In a collaborative site-specific work, four choreographers—Eleanor Bauer, Beth Gill, Heather Lang, and Hannah Spongberg—will attempt to meld together their diverse movement vocabularies on the rooftop of East Williamsburg’s Office Ops. The work, fittingly titled The Sunset Clause, will take place at sunset and attempts to present the "urban experience" in all its variety and multiplicity, tackling such issues as "emptiness, disaster, pop culture, contemporaneity, femininity and identity." But all the heady theory aside, dancers on a rooftop at sunset, moving against the backdrop of the cityscape, is a simple enough statement in and of itself—one that presents the body in movement, in, and slightly above, the urban environment. In addition to the performance, there will be drinks and live music.
June 4 and 5, 8:00 pm, Office Ops, 57 Thames Street,
East Williamsburg. Tickets: $8. Reservations: email firstname.lastname@example.org; www.officeops.org; www.projectfuse.com
Headed by two Lynns—Lynn Brown (male) and Lynn Marie Ruse (female)—the dance and performance company FreeFall (ltd) is a company wholly committed to collaborating with visual artists and composers and also works diligently to bring dance into community environments through site-specific works. For its upcoming performance as part of the Flea Theater’s dance series, the company will perform Homage, a work in three parts that deals with such universals as love, war and justice. The segment on war will combine the opening speech of the war film Patton with vaudevillian movement. Spaghetti westerns will round out the justice section and the love segment will begin with the intoxicating passionate Ravel’s Bolero and wind its way toward illusions to the Weimer Republic. In short, Homage seems to be a work that will touch upon some of the contentious issues of the 20th century, while simultaneously acknowledging our country’s current state of messy affairs.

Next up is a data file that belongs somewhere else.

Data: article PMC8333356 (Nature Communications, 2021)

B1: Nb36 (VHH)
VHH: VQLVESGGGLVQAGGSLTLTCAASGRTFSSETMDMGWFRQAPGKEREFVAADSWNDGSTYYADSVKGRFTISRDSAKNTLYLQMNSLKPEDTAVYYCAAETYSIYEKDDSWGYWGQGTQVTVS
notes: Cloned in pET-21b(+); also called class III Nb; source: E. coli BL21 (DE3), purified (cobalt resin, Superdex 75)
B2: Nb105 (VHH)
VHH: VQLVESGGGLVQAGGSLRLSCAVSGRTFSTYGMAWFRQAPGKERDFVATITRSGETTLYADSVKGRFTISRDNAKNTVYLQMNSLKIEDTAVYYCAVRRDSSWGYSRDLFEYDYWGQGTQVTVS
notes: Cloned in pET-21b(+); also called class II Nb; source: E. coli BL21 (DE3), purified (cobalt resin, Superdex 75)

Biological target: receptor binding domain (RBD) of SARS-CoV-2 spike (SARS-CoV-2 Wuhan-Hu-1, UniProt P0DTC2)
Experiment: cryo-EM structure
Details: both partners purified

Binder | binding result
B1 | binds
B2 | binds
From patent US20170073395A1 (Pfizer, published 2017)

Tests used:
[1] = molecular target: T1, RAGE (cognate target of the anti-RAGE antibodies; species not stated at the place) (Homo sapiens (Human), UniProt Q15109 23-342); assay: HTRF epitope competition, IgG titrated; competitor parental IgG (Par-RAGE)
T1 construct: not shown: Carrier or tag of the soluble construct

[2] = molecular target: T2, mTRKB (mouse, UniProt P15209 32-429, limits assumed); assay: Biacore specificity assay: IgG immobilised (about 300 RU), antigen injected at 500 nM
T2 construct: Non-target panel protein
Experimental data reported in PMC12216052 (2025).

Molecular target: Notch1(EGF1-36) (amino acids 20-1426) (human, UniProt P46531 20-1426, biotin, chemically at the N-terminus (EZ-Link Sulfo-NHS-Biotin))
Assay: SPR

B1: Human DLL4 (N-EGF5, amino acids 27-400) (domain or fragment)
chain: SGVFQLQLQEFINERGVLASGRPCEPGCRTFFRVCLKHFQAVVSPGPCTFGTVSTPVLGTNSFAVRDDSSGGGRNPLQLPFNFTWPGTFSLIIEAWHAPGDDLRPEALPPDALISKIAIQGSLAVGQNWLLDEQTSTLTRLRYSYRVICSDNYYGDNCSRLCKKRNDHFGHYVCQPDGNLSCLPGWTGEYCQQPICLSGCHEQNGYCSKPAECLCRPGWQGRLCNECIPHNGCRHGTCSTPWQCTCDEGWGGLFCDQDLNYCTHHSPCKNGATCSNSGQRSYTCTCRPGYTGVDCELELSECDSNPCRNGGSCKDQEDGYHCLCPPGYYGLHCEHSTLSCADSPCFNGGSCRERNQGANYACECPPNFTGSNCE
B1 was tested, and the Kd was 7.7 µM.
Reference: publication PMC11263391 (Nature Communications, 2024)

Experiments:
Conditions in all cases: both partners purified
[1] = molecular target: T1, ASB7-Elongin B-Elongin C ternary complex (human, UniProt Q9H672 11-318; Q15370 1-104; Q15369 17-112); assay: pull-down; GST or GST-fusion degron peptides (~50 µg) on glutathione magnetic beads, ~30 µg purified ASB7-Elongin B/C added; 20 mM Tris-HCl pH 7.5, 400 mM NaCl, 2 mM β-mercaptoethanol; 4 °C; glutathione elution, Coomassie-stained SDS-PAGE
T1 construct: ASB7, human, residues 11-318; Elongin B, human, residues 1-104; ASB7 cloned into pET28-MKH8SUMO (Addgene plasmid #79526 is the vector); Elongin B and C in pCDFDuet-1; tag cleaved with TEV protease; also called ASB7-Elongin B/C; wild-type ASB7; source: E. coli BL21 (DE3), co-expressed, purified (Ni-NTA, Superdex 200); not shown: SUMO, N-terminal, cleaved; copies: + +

June 9 –13, 7:00 pm, Sunday, 3:00 pm, Tickets: $15
($12 for students and artists), The Flea Theater, 41 White Street, (212) 995-0149, www.freefall-ltd.org, www.theflea.org
I’m not sure what, if anything, the streaming together of dance works’ titles means these days. Perhaps it’s that playing with language—phrases, words, syntax—is analogous to how one composes a dance. Choreographers work in phrases, develop a vocabulary and develop their own kind of grammar—a grammar of the body, if you will. But this fact seems even more true when one knows that a dancer/choreographer is also a poet, as is the case with Sally Silvers. Silvers, who has been performing in New York since the 1980s, is also a published poet, writing in literary journals and magazines. She will perform a new solo Dang Me as part of Danspace Project St. Mark’s City/Dans series. The solo is semi-autobiographical and is set to the melancholic music of her home state, Tennessee. Also on the program is her new group work Dreamsdocometrue, a two-part "dreamscape" with subtitles Metro Nightie and Lustration that seem to underscore this choreographer’s poetic sensibility.